Arby’s Reignites Public Debate About Kids Being Allowed In Restaurants

It seems that the public just cannot decide how it feels about children in restaurants. Should they be seen and not heard? An Arby’s in Elk River, Minnesota apparently thinks so.

In a daring if not incredibly insensitive move, Arby’s restaurant posted a public notice that read, “Only well behaved Children who can keep their food on their trays and their bottoms on their seats are welcome. If you can’t do this you will be asked to leave.” Probably without meaning to, Arby’s has reignited public debate about kids being allowed in public spaces.


It all started when Christine Hemsworth, of Princeton, Minnesota, took three of her kids out to eat at the Elk River Arby’s 20 minutes away, where she had a family dinner coupon. When she arrived, she was surprised to see the sign but decided that she would risk it anyway. While she was there with her children, she says that the manager cursed in front of her family. Later that night, Hemsworth posted an image of the Arby’s sign on her Facebook account where it was shared more than 300 times overnight. It also became a lightning rod of nasty debate and Hemsworth deleted the post but not before sending it off to her local TV news station where KARE 11 is picking up the debate where Hemsworth’s post left off.

The comments on the post basically fall into two camps; kids shouldn’t be allowed to eat in public because they ruin everyone else’s “peace and quiet”. Or, kids should be allowed anywhere their parents are and why are we all acting like kids have to be perfect?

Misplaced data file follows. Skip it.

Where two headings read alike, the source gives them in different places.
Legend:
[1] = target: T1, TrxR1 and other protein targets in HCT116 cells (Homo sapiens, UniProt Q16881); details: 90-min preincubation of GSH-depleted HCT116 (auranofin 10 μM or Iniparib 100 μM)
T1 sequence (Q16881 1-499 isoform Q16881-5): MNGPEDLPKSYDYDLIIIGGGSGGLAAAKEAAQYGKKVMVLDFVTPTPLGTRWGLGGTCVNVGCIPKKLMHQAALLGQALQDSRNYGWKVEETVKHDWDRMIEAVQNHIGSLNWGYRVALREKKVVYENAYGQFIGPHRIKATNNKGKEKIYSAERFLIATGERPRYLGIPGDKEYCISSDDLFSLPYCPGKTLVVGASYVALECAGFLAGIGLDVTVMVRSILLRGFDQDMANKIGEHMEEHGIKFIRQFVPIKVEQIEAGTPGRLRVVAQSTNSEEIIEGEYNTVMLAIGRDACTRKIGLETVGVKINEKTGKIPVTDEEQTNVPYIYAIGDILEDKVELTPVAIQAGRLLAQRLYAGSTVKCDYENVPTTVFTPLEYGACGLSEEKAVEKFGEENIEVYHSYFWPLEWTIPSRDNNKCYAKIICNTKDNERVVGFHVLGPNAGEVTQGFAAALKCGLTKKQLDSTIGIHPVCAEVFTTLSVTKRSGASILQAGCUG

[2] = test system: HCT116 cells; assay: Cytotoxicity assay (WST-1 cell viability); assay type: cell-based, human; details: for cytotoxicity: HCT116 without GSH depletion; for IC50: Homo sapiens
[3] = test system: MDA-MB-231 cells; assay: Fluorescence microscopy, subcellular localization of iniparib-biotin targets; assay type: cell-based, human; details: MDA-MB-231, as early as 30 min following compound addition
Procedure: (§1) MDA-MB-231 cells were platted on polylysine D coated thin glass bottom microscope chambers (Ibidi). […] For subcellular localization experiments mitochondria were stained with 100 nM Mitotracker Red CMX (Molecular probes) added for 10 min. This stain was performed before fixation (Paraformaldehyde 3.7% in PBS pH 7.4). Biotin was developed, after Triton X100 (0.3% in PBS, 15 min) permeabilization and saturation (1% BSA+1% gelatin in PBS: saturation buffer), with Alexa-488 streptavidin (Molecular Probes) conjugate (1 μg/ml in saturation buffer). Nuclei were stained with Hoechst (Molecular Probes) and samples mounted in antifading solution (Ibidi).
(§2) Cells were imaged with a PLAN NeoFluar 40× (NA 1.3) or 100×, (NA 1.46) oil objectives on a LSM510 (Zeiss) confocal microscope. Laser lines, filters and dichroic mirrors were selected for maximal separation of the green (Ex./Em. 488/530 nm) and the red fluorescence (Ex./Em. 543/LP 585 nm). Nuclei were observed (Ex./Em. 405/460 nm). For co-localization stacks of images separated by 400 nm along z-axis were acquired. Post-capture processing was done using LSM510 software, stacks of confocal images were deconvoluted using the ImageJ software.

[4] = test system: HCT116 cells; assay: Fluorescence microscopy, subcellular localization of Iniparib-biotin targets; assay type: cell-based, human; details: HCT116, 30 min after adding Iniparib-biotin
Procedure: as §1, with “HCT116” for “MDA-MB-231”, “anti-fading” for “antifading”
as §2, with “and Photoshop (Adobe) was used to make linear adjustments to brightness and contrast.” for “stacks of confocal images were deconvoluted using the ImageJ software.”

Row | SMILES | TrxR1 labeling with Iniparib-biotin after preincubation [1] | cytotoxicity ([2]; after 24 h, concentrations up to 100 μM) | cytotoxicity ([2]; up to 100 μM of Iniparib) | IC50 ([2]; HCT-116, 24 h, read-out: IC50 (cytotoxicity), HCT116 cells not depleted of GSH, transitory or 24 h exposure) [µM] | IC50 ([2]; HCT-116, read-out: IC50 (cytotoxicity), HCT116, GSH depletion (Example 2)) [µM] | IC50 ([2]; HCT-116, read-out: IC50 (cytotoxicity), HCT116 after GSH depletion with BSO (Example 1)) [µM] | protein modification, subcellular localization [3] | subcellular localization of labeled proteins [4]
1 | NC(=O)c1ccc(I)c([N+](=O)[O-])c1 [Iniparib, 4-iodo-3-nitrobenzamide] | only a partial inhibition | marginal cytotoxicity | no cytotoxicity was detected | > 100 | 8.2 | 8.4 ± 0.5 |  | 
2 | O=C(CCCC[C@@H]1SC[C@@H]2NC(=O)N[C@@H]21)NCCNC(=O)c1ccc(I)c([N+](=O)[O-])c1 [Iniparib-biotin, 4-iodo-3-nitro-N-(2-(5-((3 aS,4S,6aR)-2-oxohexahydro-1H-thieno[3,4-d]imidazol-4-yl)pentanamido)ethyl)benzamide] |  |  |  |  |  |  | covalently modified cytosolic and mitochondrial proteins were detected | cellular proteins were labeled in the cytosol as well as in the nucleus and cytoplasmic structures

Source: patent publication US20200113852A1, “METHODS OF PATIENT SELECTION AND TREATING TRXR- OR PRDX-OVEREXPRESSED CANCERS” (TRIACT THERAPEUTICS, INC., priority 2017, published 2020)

Here is what’s wrong with this. Restaurants like Arby’s are not, and I cannot stress this enough, fine dining. It’s a fast-food chain where, just like other fast-food chains, you’ll find drunk people, loud people, crowds, and yes, kids. Do you know what’s so great about that? Fast-food chains are a wonderful training ground for how kids should eventually behave in public. If kids can’t practice staying in their seats, not throwing food across a table, and being generally well-mannered then how does anyone expect them to learn?

If people want their blessed “peace and quiet” while eating then they can stay home or they can go to a higher scale restaurant where parents of young kids are not likely going to show up. I don’t know any parent who is willing to drop adult dinner prices on a small kid who will likely only want the ketchup and two cold French fries.

When adults get off their high-horses about how children ought to behave and start being more supportive of families taking their kids out in an attempt to socialize them then we’ll all be better off.

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